Reading aloud became a passion and a constant in my classroom. The guru of reading aloud, Jim Trelease, visited my classroom to hear me read. He was curious that I read chapter books to preschoolers, and that they were glued to the story. He was also writing the latest edition of his million-copy bestselling book, The Read-Aloud Handbook. I am fortunate to be included in the book.

At chapter reading, children know that they make the pictures in their heads.  This week I said,

“The words go into your ears, and then into your brain and into your heart.  When that happens, you can see the picture in your head.  Can’t you just see Wilbur standing under Charlotte’s web?  Can’t you just see the morning dew making SOME PIG stand out?”

Please head over and read the rest of this very helpful post, especially if you have younger children or grandchildren:

Thank you for dropping in today and I hope you will explore these posts further. Thanks Sally



Smorgasbord Blogger Daily – Meet the #Reviewers – Monday October 1st, 2018 – D.G. Kaye reviews Leslie Tate, Carol Taylor exposes Hot Dogs and Teagan Geneviene illuminates the 1920s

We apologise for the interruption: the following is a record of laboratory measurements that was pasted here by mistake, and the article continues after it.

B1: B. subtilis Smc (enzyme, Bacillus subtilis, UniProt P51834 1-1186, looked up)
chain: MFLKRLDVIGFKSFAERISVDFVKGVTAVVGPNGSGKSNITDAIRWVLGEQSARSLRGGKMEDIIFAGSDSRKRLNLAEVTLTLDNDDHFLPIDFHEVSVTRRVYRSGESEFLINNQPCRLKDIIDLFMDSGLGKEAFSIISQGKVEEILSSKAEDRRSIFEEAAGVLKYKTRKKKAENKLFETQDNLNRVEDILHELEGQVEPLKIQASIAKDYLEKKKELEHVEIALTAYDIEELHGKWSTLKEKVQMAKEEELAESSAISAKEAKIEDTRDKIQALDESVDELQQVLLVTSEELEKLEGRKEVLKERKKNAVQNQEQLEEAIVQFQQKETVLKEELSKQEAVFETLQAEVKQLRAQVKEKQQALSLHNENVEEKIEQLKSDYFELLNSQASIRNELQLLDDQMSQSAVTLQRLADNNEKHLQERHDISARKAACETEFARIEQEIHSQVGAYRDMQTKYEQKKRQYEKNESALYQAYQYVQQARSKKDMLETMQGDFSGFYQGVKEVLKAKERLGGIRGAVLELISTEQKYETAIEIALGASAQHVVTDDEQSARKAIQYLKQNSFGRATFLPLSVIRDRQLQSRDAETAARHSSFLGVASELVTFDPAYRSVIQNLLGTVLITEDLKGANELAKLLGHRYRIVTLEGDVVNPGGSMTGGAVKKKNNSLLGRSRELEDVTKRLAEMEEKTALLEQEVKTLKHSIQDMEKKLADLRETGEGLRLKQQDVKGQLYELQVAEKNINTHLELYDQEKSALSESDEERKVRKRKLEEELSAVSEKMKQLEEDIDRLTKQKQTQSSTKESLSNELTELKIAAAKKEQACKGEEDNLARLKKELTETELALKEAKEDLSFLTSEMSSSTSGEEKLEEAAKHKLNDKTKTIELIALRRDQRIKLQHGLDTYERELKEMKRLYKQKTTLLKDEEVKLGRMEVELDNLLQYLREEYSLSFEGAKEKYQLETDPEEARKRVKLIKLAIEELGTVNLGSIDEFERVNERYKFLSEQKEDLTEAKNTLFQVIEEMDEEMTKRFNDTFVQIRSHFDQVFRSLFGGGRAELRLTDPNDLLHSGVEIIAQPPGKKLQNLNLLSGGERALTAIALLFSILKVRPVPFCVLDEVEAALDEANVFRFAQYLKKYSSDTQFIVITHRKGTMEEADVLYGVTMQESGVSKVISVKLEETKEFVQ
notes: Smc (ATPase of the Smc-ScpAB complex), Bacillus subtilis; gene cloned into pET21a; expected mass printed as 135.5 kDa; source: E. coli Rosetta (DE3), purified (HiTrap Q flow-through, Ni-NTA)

Welcome to the first Blogger Daily of October. Didn’t that come around fast. But whatever the month, there are always fantastic blog posts to share and here are just three from the many great articles I have read over the weekend.

The first post is the usual Sunday Book Review from D.G. Kaye, and this week she is reviewing Heaven’s Rage by Leslie Tate.

Today I’m reviewing Heaven’s Rage by Leslie Tate. This book is classified as an imaginative autobiography and I’d have to agree that’s an accurate description. Tate invites us in to his deepest thoughts and memories, giving us a ring side seat into fragments of his life.